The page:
LAS VEGAS -- There is one unifying theme among the alternatives to spanning tree protocol currently proposed in the networking industry: they lack interoperability. But Shortest Path Bridging (SPB) could offer up
At this point, vendors are using a range of proposed protocols, from Transparent Interconnection of Lots of Links (TRILL) to Multichassis Link Aggregation (MLAG), that don't play nicely together. Even the companies using TRILL are implementing different iterations that can't interoperate. This may be why a vendor panel at Interop 2012, "Alternatives to the Spanning Tree Protocol," quickly turned into a discussion about SPB.
SPB is the pending IEEE standard based on the IS-IS protocol that promises to be a standards-based approach to enabling Layer 2 multi-pathing. Unlike competing protocols, SPB is backward compatible, so it interoperates with standard Ethernet and Internet Protocol (IP) without requiring a hardware upgrade.
But SPB isn't the most heavily used protocol at this point. Today Avaya is the highest profile networking vendor supporting SPB while most others have pursued TRILL, a technology also based on IS-IS that the IETF is standardizing. Alcatel-Lucent and Huawei also support SPB and Enterasys Networks has SPB in its roadmap.
At Avaya, SPB is being deployed today in production environments and can work on any device that supports IP and Ethernet, as long as the vendor decides to support it, said Paul Unbehagen, director of PLM strategy and standards for Avaya, and an engineer deeply involved in the development of the SPB standard.
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Meanwhile, Cisco has based its FabricPath technology on TRILL, while Brocade has used TRILL as a foundation for its Virtual Cluster Switching (VCS) technology. But the companies are not using interoperable implementations of TRILL.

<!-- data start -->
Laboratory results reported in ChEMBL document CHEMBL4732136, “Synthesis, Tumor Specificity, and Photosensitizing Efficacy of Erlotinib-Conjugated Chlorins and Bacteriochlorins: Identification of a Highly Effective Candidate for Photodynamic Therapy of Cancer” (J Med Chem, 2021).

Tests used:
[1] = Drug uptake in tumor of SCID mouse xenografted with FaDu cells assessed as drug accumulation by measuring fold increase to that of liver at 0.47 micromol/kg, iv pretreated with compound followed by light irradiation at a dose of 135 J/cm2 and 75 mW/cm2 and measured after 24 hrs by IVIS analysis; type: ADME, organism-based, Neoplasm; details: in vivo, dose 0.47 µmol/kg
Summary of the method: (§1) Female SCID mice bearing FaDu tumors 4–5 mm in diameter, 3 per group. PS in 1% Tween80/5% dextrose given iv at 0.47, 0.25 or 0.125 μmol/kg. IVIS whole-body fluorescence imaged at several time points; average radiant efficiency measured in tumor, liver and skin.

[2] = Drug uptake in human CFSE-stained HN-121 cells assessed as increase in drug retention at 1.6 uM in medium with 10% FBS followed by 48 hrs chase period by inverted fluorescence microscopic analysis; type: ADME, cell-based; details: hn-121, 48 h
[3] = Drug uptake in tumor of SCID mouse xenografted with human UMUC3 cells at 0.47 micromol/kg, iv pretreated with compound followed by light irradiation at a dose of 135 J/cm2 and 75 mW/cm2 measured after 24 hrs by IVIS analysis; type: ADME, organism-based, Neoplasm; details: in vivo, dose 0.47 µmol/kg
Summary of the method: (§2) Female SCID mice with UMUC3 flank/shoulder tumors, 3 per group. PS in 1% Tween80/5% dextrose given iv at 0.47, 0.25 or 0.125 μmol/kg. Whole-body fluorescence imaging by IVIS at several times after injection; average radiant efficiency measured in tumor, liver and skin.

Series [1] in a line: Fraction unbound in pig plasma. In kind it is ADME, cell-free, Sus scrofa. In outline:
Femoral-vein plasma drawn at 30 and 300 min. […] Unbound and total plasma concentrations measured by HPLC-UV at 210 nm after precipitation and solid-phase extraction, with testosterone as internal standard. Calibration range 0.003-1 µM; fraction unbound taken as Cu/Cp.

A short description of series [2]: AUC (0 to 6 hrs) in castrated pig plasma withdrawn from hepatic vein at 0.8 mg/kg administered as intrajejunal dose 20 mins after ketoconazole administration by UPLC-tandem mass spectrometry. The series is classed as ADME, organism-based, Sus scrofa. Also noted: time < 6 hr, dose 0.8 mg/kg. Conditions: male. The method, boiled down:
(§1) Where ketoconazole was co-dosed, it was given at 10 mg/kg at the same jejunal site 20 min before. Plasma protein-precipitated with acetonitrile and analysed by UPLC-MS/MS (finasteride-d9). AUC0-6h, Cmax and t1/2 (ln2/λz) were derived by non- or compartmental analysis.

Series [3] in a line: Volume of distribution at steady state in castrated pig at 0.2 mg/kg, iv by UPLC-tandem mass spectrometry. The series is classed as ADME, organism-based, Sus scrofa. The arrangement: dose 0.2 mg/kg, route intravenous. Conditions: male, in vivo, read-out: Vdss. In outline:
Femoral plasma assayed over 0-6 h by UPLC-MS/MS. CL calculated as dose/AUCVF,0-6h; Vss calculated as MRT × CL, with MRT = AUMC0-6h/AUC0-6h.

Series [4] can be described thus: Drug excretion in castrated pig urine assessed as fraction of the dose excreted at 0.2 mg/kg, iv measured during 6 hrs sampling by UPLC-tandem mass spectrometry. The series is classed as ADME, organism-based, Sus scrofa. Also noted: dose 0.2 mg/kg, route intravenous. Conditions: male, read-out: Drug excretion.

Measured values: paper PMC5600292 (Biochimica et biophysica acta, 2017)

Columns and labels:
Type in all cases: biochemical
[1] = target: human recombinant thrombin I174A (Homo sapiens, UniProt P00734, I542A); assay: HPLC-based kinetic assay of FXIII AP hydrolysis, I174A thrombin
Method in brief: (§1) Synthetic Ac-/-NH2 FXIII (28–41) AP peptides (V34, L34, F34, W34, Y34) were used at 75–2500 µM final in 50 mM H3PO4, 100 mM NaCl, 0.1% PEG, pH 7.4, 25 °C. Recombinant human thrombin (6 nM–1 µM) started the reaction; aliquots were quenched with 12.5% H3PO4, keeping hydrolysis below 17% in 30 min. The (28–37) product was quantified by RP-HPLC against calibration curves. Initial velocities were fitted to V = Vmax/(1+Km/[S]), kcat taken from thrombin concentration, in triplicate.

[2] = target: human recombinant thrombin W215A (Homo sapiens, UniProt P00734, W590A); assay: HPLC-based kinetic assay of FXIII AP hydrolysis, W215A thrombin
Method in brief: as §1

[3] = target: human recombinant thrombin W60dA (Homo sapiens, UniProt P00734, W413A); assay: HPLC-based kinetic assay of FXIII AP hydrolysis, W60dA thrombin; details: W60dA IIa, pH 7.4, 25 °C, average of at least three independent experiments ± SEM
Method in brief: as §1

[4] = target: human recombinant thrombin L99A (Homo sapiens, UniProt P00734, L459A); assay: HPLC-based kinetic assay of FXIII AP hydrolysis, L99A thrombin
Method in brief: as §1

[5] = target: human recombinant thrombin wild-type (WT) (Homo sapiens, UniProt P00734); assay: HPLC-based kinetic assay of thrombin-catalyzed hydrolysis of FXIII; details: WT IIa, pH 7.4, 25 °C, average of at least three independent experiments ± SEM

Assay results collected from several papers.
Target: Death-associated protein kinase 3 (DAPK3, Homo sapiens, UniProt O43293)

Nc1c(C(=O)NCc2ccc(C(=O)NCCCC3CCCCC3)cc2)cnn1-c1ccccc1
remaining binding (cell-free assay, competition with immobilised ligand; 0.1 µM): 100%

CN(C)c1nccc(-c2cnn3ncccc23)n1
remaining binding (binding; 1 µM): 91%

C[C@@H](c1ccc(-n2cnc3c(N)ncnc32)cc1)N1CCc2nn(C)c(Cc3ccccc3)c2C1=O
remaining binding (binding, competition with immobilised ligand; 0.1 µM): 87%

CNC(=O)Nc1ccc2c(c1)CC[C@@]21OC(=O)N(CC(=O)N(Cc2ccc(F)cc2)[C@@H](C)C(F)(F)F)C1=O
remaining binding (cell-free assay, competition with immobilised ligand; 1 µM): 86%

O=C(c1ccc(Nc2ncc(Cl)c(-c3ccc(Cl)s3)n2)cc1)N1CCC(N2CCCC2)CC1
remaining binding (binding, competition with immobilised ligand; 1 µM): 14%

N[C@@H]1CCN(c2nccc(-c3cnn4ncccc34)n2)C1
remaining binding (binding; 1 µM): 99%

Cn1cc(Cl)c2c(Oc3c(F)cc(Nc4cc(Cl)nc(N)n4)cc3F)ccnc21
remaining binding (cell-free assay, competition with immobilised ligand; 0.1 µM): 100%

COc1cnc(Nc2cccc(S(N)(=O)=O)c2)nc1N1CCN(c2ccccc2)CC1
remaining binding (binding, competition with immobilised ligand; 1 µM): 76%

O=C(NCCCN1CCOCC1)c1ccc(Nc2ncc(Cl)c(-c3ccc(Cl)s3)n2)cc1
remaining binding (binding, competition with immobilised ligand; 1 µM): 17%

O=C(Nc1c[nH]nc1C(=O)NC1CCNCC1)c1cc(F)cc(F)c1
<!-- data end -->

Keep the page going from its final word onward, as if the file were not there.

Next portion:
Extreme Networks promotes MLAG as a technology that can eliminate spanning tree today, while Juniper Networks has eliminated spanning tree protocol by abandoning Ethernet. Its QFabric technology turns many switches into a large abstracted switch, separating the control, management and data planes into various devices.
The vendors all presented their strategies at the Interop panel, but every single attendee question was devoted to SPB: Is it really in production today? How do you manage it? The question that stirred the most discussion was, Will other vendors on the panel support it?
Kishore Inampudi, senior product marketing manager for Juniper Networks, offered a nuanced answer to that question.
"The way we look at it, we see it as system-level interoperability," he said. In other words, Juniper will interoperate with anything at the edge of QFabric, but QFabric itself will exist in a data center as its own cloud with very granular internal management.
Cisco was even less giving on the future of SPB. Francois Tallet, product manager for the Nexus 7000, said flatly, "Cisco is backing TRILL."
While Extreme Networks emphasizes MLAG as an alternative to spanning tree protocol, the company is considering both SPB and TRILL. "It depends on what problem you are trying to solve," said Shehzad Merchant, vice president of technology. "We don't view this as a religious argument. I think over time the space will evolve, and people will have multiple solutions."
For users, the lack of interoperability means a nightmare of vendor lock-in. CGGVeritas, an international geophysical company offering technology services and equipment in the global oil and gas industry, has been using OSPF. But, said Doug Northrup, manager of its global network group, "there’s no management."
Northrup had been waiting for TRILL to catch on, but the proprietary technologies that have hit the market aren't much help.
"I need a standard from TRILL, not just a version of TRILL. I can't go with a single vendor with all the mergers and acquisitions [we've had]," he said. CGG's environment has equipment from Force10 Networks, Arista Networks, HP Networking, Extreme Networks and Blade Network Technologies (now part of IBM). As for SPB, Northrup is waiting to gauge vendor support.
Let us know what you think about the story; email: Shamus McGillicuddy, News Director